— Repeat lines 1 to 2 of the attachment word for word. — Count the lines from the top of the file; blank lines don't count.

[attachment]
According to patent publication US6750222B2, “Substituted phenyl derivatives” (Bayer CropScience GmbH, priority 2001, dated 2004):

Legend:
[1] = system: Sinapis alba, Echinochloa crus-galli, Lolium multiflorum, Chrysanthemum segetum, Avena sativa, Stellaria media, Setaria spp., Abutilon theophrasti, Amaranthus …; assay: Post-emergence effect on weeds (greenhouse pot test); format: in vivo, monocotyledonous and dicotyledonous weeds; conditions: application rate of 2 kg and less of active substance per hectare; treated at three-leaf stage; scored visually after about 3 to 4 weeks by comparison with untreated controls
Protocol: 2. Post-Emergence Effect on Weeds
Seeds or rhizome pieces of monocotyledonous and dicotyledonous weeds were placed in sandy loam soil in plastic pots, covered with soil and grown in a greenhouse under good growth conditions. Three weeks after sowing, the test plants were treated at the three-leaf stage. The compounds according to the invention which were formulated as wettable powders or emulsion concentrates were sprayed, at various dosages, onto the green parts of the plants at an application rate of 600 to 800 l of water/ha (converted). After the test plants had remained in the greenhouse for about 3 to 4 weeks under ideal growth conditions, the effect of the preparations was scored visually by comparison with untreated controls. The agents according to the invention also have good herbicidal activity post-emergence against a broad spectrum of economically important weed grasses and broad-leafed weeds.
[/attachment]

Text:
According to patent publication US6750222B2, “Substituted phenyl derivatives” (Bayer CropScience GmbH, priority 2001, dated 2004):

Legend: